The Consequences of a Policy of Necessity: Bank Regulatory Forbearance, 1986-1989
Keith J. Leggett
Davis and Elkins College
Journal of Economics and Finance, Spring 1994.
While it is widely recognized that bank regulators choose the policy of forbearance because of an undercapitalized bank insurance fund, a key policy question centers on what were the effects of forbearance. This study uses a survival model to track capital deficient banks from December 1986 to December 1989, a period in which regulators explicitly used forbearance in managing troubled banks. Despite the contention that forbearance returns banks to safe-and-sound practices, this study concludes that forbearance did not enable troubled banks to return to viability. Furthermore, the evidence from the survival analysis provides negligible support, if any, for the interrelationship between forbearance and too-big-to-fail doctrine.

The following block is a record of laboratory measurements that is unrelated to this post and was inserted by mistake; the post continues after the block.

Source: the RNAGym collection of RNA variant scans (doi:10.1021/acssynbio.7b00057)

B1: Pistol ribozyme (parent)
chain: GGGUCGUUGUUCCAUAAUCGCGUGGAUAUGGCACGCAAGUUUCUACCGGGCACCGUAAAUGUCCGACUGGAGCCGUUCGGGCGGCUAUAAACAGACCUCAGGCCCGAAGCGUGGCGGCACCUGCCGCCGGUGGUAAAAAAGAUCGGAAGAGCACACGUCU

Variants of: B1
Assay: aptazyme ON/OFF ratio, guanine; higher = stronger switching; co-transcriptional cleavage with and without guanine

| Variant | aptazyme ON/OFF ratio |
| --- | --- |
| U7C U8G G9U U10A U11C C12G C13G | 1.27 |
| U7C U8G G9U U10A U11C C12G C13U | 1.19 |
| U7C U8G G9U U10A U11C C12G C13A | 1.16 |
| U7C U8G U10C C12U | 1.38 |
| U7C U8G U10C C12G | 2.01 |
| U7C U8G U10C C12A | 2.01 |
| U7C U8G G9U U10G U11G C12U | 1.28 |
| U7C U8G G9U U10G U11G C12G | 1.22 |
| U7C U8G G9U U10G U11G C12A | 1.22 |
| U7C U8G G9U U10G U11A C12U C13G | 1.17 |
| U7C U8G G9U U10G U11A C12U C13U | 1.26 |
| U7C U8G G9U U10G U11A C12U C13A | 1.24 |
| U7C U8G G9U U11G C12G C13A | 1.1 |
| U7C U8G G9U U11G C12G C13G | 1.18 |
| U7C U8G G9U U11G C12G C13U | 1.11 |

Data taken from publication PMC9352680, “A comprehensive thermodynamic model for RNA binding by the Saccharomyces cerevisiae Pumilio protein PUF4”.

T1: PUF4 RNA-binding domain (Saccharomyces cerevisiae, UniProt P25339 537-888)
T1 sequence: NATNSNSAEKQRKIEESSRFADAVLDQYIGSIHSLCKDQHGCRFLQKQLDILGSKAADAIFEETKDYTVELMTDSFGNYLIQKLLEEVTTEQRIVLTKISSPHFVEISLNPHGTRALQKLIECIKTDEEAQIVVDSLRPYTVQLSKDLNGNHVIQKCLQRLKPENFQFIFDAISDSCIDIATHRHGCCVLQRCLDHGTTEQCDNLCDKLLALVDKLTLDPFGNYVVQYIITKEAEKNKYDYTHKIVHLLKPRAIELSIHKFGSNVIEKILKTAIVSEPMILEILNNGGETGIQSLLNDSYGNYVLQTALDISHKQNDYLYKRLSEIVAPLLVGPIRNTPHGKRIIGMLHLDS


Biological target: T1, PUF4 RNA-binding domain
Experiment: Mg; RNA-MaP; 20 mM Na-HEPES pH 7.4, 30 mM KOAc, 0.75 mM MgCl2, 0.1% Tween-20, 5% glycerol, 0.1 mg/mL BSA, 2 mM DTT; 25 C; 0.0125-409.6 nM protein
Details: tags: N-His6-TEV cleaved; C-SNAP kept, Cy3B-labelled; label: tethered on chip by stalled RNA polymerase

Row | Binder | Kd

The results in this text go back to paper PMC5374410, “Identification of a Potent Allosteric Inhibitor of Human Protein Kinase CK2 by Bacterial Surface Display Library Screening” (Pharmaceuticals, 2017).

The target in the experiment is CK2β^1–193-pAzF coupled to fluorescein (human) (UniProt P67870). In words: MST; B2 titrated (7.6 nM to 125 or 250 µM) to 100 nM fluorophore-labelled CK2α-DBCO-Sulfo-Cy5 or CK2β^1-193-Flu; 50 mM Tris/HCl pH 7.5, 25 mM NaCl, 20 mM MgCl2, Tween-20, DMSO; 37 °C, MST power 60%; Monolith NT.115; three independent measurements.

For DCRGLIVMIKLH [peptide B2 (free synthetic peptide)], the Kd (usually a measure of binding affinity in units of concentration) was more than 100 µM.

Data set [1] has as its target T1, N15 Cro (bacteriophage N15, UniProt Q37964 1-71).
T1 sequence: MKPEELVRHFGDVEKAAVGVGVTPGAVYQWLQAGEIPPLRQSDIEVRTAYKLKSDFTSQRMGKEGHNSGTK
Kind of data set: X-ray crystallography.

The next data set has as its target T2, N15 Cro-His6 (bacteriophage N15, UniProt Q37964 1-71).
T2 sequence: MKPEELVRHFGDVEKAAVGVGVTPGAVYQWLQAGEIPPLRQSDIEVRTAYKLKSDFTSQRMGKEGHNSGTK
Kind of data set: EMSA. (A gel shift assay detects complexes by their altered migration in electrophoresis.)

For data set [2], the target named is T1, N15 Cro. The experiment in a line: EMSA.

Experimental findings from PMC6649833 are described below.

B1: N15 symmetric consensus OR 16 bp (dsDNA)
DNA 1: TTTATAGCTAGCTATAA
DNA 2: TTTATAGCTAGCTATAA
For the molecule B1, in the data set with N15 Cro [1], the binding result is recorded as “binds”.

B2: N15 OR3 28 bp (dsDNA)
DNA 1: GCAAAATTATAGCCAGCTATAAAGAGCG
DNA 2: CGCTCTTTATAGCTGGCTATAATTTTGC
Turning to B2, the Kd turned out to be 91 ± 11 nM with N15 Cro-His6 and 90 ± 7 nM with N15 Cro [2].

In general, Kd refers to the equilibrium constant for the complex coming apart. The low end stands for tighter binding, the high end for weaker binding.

JEL Classification: G21, G28Accepted Paper Series
Date posted: May 4, 2000
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